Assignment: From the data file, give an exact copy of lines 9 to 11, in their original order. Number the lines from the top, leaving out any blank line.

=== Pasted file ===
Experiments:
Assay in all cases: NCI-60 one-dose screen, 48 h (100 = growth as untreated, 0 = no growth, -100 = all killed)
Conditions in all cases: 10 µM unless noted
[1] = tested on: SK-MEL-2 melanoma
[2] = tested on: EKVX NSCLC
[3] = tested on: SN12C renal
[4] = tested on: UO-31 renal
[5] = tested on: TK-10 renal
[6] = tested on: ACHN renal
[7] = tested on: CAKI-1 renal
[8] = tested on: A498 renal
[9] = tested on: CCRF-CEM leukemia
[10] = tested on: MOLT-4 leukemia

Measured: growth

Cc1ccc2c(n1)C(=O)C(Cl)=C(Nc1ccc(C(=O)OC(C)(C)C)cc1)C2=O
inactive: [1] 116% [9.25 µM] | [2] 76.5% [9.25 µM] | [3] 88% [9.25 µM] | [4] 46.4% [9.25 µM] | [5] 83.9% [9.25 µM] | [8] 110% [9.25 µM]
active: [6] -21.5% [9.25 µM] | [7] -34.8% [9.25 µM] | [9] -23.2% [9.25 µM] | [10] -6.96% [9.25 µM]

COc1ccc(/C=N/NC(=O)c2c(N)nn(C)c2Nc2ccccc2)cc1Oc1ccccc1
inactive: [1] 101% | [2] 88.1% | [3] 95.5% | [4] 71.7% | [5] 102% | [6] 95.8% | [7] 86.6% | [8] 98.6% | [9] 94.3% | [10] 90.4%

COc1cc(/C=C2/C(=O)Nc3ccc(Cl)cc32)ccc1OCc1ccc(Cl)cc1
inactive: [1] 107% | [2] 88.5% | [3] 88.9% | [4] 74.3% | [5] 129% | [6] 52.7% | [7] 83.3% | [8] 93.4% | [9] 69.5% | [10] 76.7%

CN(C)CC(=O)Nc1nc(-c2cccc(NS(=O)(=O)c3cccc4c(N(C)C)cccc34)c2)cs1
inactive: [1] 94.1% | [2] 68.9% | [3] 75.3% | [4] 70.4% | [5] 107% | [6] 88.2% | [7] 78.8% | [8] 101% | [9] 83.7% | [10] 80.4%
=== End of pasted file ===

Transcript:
[6] = tested on: ACHN renal
[7] = tested on: CAKI-1 renal
[8] = tested on: A498 renal